CMA Training’s Christine Morrison is presenting at next week’s Lone Worker Safety Expo. In this blog, she gives a sneak preview into the key points of her upcoming session.
I am really looking forward to attending the Lone Worker Safety Expo in Central London. Meeting up with fellow professionals and exhibitors, and listening to expert speakers during the conference. I’m thrilled to be invited to deliver one of the interactive workshops during the afternoon. The session is entitled Contingency Planning and Practical Advice for Major Incidents and Terrorist Attacks when Travelling in the UK and Abroad.
The chances of being caught up in a terrorist incident are low, but sadly we have seen an increase in terrorist attacks in the UK and abroad in the last couple of years. It is therefore important for organisations to be adequately prepared and trained. Everyone should be alert and vigilant and know what to do if the worst were to happen.
How do you keep your lone workers safe in an increasingly unsafe world? You may run fire drills a couple of times a year, but how often do you run an evacuation, invacuation or lockdown drill? How would do you communicate with your staff if there was nearby incident?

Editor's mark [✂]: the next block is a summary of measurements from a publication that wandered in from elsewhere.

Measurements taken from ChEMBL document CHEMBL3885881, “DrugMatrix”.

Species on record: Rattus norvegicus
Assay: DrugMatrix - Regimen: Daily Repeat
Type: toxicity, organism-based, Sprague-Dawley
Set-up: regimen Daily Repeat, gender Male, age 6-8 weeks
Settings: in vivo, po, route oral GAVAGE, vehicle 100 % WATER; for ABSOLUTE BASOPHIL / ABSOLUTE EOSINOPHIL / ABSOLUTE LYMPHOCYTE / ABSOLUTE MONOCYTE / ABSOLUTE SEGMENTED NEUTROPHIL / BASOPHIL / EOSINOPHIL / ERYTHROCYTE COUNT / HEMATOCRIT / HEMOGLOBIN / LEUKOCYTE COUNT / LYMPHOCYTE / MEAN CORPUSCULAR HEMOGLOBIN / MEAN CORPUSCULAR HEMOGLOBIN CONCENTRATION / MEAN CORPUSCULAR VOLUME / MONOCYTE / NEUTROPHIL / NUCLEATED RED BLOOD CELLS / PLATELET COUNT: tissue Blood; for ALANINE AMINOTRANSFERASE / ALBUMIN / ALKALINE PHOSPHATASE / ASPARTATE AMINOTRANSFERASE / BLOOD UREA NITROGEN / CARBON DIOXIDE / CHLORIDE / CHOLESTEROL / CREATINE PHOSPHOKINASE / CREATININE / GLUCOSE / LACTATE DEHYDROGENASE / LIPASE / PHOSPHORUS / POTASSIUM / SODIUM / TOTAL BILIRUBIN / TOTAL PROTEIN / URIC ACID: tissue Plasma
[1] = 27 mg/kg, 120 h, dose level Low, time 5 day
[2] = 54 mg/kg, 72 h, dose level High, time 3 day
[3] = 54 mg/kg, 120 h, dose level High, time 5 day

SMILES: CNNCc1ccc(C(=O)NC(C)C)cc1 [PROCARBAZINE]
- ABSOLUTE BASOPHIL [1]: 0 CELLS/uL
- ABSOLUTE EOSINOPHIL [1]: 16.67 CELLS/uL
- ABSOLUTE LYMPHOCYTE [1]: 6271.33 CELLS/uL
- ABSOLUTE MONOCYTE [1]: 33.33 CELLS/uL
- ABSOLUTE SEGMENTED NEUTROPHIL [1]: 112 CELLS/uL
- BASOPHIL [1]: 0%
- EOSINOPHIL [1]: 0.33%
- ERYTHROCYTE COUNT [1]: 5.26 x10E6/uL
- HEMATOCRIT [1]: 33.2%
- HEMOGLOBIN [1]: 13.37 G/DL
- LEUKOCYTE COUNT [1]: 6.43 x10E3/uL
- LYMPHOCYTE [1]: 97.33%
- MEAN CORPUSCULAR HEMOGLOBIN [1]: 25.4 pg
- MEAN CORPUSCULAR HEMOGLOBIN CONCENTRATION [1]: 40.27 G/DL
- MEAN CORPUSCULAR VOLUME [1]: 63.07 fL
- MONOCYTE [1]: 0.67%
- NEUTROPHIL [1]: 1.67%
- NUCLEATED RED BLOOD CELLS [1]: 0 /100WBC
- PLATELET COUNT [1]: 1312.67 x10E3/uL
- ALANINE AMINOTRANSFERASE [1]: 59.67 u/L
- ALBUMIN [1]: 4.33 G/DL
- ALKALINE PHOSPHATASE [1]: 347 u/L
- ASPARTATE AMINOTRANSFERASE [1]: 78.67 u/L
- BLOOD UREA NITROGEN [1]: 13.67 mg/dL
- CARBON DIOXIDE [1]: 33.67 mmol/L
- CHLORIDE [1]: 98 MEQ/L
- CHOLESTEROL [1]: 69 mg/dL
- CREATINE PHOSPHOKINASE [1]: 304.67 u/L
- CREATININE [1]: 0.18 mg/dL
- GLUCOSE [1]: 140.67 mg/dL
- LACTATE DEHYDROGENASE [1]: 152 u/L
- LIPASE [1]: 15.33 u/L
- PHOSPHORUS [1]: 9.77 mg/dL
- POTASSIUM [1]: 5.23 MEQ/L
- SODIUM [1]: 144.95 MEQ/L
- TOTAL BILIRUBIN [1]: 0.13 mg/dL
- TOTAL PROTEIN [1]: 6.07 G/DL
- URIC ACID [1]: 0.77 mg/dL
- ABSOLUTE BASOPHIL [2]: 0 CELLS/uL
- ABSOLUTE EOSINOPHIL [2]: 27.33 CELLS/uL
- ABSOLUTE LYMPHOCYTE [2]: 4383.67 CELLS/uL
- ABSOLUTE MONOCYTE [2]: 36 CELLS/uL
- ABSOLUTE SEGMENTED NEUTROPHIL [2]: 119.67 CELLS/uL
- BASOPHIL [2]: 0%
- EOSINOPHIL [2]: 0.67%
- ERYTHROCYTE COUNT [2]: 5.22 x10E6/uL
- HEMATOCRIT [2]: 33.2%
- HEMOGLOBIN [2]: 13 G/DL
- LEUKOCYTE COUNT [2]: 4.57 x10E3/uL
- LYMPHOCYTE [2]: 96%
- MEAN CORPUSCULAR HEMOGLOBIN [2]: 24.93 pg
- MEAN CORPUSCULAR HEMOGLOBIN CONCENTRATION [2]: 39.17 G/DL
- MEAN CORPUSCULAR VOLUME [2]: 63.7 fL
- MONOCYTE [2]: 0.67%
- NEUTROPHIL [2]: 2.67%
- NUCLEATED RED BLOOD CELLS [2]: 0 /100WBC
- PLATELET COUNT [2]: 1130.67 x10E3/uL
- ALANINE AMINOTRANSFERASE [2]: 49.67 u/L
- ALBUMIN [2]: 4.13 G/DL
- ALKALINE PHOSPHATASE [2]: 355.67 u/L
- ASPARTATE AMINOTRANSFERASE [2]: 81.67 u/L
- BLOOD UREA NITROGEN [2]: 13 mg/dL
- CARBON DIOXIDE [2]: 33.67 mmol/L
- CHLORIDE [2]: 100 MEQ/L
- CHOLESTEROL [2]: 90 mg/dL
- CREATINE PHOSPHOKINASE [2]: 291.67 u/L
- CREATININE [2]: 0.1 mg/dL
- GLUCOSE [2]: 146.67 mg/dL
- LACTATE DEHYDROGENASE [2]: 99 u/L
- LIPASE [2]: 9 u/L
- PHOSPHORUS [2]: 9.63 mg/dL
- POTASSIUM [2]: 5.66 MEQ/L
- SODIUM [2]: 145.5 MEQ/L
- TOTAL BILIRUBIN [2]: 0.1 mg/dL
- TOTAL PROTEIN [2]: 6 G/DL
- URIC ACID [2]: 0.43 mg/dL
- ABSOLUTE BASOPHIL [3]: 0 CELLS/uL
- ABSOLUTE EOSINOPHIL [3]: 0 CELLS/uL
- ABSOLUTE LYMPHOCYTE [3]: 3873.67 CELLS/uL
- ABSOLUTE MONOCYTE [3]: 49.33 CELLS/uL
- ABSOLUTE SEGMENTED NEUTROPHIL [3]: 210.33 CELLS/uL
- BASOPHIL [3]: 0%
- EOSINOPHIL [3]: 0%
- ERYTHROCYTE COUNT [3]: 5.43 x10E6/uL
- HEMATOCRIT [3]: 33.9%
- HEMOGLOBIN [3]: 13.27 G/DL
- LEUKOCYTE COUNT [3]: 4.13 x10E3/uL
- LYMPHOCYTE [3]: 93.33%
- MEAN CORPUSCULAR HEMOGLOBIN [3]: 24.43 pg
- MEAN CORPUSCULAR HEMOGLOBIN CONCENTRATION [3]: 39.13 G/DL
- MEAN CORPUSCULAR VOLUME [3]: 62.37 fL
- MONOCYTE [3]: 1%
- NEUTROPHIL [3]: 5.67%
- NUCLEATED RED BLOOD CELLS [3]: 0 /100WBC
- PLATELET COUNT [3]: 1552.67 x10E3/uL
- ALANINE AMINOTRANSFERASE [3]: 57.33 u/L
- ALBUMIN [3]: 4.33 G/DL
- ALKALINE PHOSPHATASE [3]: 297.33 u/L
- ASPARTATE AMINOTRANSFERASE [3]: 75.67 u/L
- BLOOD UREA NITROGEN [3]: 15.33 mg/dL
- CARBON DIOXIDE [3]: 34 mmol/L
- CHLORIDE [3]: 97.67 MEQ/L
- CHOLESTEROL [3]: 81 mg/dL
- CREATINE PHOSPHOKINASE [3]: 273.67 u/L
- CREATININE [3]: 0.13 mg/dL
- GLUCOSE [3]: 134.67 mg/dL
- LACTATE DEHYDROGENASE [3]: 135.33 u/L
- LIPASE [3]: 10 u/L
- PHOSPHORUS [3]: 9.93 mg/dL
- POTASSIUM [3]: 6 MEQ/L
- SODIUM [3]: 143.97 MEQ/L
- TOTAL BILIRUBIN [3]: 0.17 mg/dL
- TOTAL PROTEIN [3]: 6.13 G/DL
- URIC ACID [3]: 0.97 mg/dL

Have you got robust tracing systems in place for lone workers who are travelling away from the base? And do you have a clear and readily accessible (offline and online) disaster recovery plan in place including well thought through crisis communication systems?
While the current level of terrorist threat to the UK is severe, the probability of being caught up in a firearms or weapons attack is very small. However, it is important that your lone workers know what to do in the event of such an incident. It helps to be prepared, and my presentation will cover simple tips on being vigilant and planning to stay safe.
Have you got a disaster recovery plan? Crises are rare but the impact can be catastrophic, potentially ending in a coroner’s court. The ‘golden hour’ is the critical period – you have just an hour or maybe two when you need to act positively and swiftly. The severity of a crisis can be reduced by the speed of alerting and communicating with staff, providing up-to-date information and checking that they are safe. Do you have all your employees’ key contacts to hand?
If you or your staff travel abroad on business you should take sensible precautions to protect yourself and your belongings and I will be running through lots of simple, common-sense tips to help keep staff safe at next week’s conference.
Organisations have a duty of care to their staff during and following any incident. What systems have you got in place to look after your lone workers during and post any incident?
These are some of the issues we will cover in this interactive session. I’m thoroughly looking forward to the workshop next week and look forward to sharing a coffee with some of you following the presentation.
If you still haven’t registered for the Lone Worker Safety Expo, don’t panic, there’s still time. Click here to go directly to the relevant page.